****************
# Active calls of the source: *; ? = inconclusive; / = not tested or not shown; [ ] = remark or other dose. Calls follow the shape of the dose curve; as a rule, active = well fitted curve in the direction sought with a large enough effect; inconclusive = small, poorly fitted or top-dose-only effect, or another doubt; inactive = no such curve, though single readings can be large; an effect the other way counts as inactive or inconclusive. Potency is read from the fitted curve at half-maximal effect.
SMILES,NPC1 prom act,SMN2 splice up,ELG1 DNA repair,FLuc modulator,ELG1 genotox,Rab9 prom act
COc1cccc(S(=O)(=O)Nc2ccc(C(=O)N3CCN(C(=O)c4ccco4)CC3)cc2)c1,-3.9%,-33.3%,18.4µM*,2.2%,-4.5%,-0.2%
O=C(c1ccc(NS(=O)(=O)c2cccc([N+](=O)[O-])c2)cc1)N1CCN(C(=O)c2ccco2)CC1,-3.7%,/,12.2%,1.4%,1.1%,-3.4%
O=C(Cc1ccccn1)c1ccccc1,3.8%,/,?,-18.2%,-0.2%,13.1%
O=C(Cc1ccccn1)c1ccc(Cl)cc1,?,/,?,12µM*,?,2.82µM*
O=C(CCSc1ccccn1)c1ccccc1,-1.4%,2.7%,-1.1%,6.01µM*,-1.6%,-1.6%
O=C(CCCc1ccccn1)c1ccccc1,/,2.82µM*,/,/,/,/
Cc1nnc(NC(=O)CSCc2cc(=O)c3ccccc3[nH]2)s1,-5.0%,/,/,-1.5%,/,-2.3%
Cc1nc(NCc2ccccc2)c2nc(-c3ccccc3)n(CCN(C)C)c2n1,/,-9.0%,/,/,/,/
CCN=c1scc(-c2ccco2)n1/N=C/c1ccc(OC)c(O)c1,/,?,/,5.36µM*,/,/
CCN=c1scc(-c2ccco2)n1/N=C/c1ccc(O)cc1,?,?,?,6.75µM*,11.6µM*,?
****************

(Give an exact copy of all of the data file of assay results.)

# Active calls of the source: *; ? = inconclusive; / = not tested or not shown; [ ] = remark or other dose. Calls follow the shape of the dose curve; as a rule, active = well fitted curve in the direction sought with a large enough effect; inconclusive = small, poorly fitted or top-dose-only effect, or another doubt; inactive = no such curve, though single readings can be large; an effect the other way counts as inactive or inconclusive. Potency is read from the fitted curve at half-maximal effect.
SMILES,NPC1 prom act,SMN2 splice up,ELG1 DNA repair,FLuc modulator,ELG1 genotox,Rab9 prom act
COc1cccc(S(=O)(=O)Nc2ccc(C(=O)N3CCN(C(=O)c4ccco4)CC3)cc2)c1,-3.9%,-33.3%,18.4µM*,2.2%,-4.5%,-0.2%
O=C(c1ccc(NS(=O)(=O)c2cccc([N+](=O)[O-])c2)cc1)N1CCN(C(=O)c2ccco2)CC1,-3.7%,/,12.2%,1.4%,1.1%,-3.4%
O=C(Cc1ccccn1)c1ccccc1,3.8%,/,?,-18.2%,-0.2%,13.1%
O=C(Cc1ccccn1)c1ccc(Cl)cc1,?,/,?,12µM*,?,2.82µM*
O=C(CCSc1ccccn1)c1ccccc1,-1.4%,2.7%,-1.1%,6.01µM*,-1.6%,-1.6%
O=C(CCCc1ccccn1)c1ccccc1,/,2.82µM*,/,/,/,/
Cc1nnc(NC(=O)CSCc2cc(=O)c3ccccc3[nH]2)s1,-5.0%,/,/,-1.5%,/,-2.3%
Cc1nc(NCc2ccccc2)c2nc(-c3ccccc3)n(CCN(C)C)c2n1,/,-9.0%,/,/,/,/
CCN=c1scc(-c2ccco2)n1/N=C/c1ccc(OC)c(O)c1,/,?,/,5.36µM*,/,/
CCN=c1scc(-c2ccco2)n1/N=C/c1ccc(O)cc1,?,?,?,6.75µM*,11.6µM*,?